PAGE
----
Doctor Who: Alien Heart / Dalek Soul – Starring Peter Davison, Sarah Sutton, Geoffrey Newland, Eve Webster, Alex Tregear, Vineeta Rishsi & Nicholas Briggs & Written by Guy Adams & Stephen Cole – 2xCD / Download (Big Finish)
I suspect that I am, given that my earliest memories of television involved the US withdrawal from Vietnam and Genesis of the Daleks, predisposed to being interested and obsessed by both war stories and Science Fiction based around the machinations of maniacal robotic and cybernetic villains. So, knowing that about myself, it shouldn’t come as any surprise to me that the merest mention of a story in which the Doctor crosses paths with his mortal enemies causes me to almost meltdown with excitement and nearly pass out thanks to a combination of sheer, unadulterated joy and nervous apprehension. Which is more or less what happened when that first, unmistakable, psychotic metallic shriek of Alien Heart / Dalek Soul burst forth from my headphones while I was out strolling with my hound, and almost certainly would have done had I not been jolted back to reality by the slightly scared and incredibly awkward stares of the elderly gentleman who, like me, had decided to exercise his dog at that ungodly o’clock in the morning. If I’m honest though, I didn’t really care as I having far too good a time listening to Alien Heart / Dalek Soul to be concerned by what was going on in the world outside of the magical space in my head where Guy Adam’s and Stephen Cole’s tales came to life.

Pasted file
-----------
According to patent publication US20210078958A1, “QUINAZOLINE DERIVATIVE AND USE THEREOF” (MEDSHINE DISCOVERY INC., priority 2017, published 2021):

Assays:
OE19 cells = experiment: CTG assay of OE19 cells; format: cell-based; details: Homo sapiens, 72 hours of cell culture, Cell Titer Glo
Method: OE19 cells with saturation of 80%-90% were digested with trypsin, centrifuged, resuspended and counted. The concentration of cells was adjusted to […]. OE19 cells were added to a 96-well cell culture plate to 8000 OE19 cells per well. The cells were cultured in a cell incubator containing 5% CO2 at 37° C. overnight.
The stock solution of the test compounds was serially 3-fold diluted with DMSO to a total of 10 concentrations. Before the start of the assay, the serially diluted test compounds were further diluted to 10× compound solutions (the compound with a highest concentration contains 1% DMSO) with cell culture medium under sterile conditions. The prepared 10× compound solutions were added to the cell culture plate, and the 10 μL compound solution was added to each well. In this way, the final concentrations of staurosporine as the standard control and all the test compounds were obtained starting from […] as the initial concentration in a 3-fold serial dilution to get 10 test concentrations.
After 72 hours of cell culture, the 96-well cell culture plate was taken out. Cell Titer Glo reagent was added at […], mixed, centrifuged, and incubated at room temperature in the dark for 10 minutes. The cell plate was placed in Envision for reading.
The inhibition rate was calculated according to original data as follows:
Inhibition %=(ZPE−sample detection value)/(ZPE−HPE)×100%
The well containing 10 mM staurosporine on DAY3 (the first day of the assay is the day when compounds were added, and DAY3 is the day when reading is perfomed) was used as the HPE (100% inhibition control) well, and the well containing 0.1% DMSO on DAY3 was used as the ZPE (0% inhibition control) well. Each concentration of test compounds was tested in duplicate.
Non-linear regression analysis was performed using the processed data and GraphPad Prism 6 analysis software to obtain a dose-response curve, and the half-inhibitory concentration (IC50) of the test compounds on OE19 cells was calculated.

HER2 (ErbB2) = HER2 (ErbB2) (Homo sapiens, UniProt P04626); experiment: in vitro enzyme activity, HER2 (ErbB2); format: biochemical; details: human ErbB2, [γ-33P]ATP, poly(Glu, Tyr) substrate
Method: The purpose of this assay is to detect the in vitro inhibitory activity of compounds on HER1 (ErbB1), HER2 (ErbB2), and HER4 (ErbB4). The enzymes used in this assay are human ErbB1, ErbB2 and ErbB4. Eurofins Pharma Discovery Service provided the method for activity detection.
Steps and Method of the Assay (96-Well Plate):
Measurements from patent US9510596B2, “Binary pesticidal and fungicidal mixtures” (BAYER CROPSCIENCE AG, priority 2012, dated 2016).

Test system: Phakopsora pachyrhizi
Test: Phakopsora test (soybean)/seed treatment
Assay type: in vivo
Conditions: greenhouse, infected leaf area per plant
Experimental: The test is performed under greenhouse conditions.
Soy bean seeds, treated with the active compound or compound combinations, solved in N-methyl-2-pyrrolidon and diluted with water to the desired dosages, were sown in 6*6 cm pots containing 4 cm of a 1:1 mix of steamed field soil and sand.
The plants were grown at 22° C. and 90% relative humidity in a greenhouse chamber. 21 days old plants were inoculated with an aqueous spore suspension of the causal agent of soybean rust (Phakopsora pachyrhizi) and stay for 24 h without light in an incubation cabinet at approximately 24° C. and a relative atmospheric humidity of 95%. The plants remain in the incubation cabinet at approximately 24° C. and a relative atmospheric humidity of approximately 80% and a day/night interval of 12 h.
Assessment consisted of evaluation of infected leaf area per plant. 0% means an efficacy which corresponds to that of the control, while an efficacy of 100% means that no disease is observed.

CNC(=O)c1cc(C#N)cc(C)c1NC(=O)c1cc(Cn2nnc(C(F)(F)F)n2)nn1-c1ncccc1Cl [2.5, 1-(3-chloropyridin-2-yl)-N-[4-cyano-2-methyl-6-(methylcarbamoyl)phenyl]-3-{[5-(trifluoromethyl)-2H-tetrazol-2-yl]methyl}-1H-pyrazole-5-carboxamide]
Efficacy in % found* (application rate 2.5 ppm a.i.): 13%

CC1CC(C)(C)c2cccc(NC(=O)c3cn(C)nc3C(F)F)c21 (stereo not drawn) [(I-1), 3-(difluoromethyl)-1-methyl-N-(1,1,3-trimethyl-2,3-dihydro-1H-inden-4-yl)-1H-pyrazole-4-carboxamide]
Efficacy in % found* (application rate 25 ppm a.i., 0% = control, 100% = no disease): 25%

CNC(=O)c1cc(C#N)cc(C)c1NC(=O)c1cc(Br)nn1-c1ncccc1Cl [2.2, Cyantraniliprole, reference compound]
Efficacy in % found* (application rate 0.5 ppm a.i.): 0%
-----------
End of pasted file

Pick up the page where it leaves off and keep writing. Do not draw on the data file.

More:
Comprised of two very different, but inextricably linked adventures in which the Doctor and Nyssa -when attempting to unravel the mystery of why certain planets have disappeared – become hopelessly entangled in a Dalek plan involving genetic mutation and time disruption that’s designed to help them to only conquer the Universe but also win a war that has long since finished before becoming the seemingly witting pawns, and willing tools, of the Doctor’s foremost foes in an attempt to decisively crush the rebellion on a Dalek controlled world. Both stories, while being vastly different in style and structure, are gorgeously detailed, cleverly crafted and are positively dripping in rich characterisation, creativity and plot twists. Especially Guy Adam’s Dalek Soul which leads you down one enticingly dramatic path, before blowing a raspberry at its audience and running off in a completely, well-I-didn’t-see-that-coming different direction that’ll, like a first rate batsman answering the Doctor’s best googly, knock you for six. The cast are, as always, wonderful, but the cloth is pulled from underneath all and sundry and the show stolen by Sarah Sutton, who as Nyssa takes centre stage and runs away with the whole production. Honestly, if there was such a thing as multiple curtain calls in audio productions for her performance in Alien Heart / Dalek Soul Sarah Sutton would be receiving them long after the last notes of the closing theme had faded. Tremble before the might of the Daleks… Tim Cundle